Outrage over P&O Ferries - the tipping point for the Better Business Act?


Business leaders have thrown their weight behind the campaign for a "Better Business Act", prompted by outrage over the recent actions of P&O Ferries in sacking 800 workers without consultation or notice.  The damage to its reputation, as well as its employee relations, will be difficult to repair and will act as a warning to other boards of directors.  But the scandal has prompted renewed calls for Companies Act legislation to be changed to force companies' directors to align their business objectives to societal and environmental, so called ESG, concerns to avoid a repeat of the scandal.

A coalition of 1000 businesses including Iceland, Innocent Drinks and Anglian Water has visited parliament to urge MPs to make changes to section 172 of the Companies Act 2006  which sets out the duties that directors owe their companies. This change would put the interests of stakeholders, such as wider society and the environment, on a par with those of the company's shareholders, so that directors would no longer be legally required to give precedence to shareholder interests over stakeholder interests in the event of a conflict between the two.

What changes would the Better Business Act make?

Section 172 of the Companies Act currently provides that directors must act in the way they consider most likely to "promote the success of the company for the benefit of its members as a whole". "Success" for a commercial company is generally considered to mean a long-term increase in value. Directors must "have regard" to wider stakeholder interests – for example, the interests of employees, the desirability of maintaining a reputation for high standards of business conduct, and the impact of the company's operations on the community and the environment.  In practice there will often be no conflict between the benefit of members and the interests of wider stakeholders, as creating social and environmental benefits will be in the interests of members. But the directors' primary duty is to promote the success of the company for the benefit of its members, which may mean that other stakeholder interests are subordinate.

The Better Business Act would amend section 172 so that the directors' duty will be to advance the purpose of the company (rather than to promote the success of the company) and in doing so to have regard to the same list of stakeholder factors as in the current legislation.  The purpose of a company will be not only to benefit its members as a whole, but to do so whilst operating in a manner which:

  • benefits wider society and the environment in a manner commensurate with the size of the company and the nature of its operations; and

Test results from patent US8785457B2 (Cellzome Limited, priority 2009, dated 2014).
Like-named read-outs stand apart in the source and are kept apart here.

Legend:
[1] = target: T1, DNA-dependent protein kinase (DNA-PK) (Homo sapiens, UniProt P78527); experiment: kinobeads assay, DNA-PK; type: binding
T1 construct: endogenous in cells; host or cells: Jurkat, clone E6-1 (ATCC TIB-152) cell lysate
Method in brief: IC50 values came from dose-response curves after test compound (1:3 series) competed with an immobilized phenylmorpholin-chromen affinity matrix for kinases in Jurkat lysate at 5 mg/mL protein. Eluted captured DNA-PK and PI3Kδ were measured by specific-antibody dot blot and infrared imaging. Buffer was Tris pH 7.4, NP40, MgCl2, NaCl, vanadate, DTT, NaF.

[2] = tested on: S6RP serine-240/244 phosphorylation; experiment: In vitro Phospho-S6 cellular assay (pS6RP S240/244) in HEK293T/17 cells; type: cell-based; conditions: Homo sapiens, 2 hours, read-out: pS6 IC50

• reduces harms the company creates or costs it imposes on wider society or the environment, with the goal of eliminating any such harm or costs.

Supporters argue that this change would establish a mandatory "triple bottom line" for all companies which would require them to operate their businesses not just for the benefit of shareholders but also wider society and the environment.  It would, they say, require every single company in the UK to take ownership of its social and environmental impact.

Whilst the Insolvency Service has begun formal criminal and civil investigations into the circumstances surrounding the mass redundancies at P&O Ferries, the calls for the Better Business Act reflect concerns that directors should be prevented from finding legal loopholes and should be required instead to find an appropriate balance between their responsibilities to profit and to planet and people, including its workforce. 

Will the campaign succeed? 

The Better Business Act campaign is not new – we blogged about it last year – but despite a high-profile parliamentary reception in 2021, it did not make it into the Queen's Speech.  This year, supported by the Confederation of British Industry and the Institute of Directors, there is renewed optimism that it may be included. ESG has been moving up the agenda for Boards and supporters point to research that it may be popular with voters – indicating that three quarters of the UK public think that business has a responsibility to protect the environment and the majority favour brands that do good in the world.  

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“As the Companies Act currently stands company directors have the option to profit maximise for shareholders whatever the cost to others. We think it is time that legal hiding place is removed.” (Innocent Drinks CEO Douglas Lamont, who with Mary Portas, is leading the Better Business Act group)
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